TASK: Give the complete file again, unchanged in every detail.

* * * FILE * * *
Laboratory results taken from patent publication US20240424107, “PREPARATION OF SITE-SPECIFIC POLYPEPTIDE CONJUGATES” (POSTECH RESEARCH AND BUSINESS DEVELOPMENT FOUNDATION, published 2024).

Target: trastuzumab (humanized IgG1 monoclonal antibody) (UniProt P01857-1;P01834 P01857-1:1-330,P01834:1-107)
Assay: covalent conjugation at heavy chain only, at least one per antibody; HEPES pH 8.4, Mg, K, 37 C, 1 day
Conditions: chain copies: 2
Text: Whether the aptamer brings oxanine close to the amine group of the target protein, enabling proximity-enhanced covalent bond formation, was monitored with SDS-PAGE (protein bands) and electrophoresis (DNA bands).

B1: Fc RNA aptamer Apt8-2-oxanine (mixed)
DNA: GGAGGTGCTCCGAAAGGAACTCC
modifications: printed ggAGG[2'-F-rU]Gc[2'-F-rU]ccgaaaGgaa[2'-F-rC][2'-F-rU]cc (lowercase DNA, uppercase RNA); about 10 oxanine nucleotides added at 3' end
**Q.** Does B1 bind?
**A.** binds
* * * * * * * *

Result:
Laboratory results taken from patent publication US20240424107, “PREPARATION OF SITE-SPECIFIC POLYPEPTIDE CONJUGATES” (POSTECH RESEARCH AND BUSINESS DEVELOPMENT FOUNDATION, published 2024).

Target: trastuzumab (humanized IgG1 monoclonal antibody) (UniProt P01857-1;P01834 P01857-1:1-330,P01834:1-107)
Assay: covalent conjugation at heavy chain only, at least one per antibody; HEPES pH 8.4, Mg, K, 37 C, 1 day
Conditions: chain copies: 2
Text: Whether the aptamer brings oxanine close to the amine group of the target protein, enabling proximity-enhanced covalent bond formation, was monitored with SDS-PAGE (protein bands) and electrophoresis (DNA bands).

B1: Fc RNA aptamer Apt8-2-oxanine (mixed)
DNA: GGAGGTGCTCCGAAAGGAACTCC
modifications: printed ggAGG[2'-F-rU]Gc[2'-F-rU]ccgaaaGgaa[2'-F-rC][2'-F-rU]cc (lowercase DNA, uppercase RNA); about 10 oxanine nucleotides added at 3' end
**Q.** Does B1 bind?
**A.** binds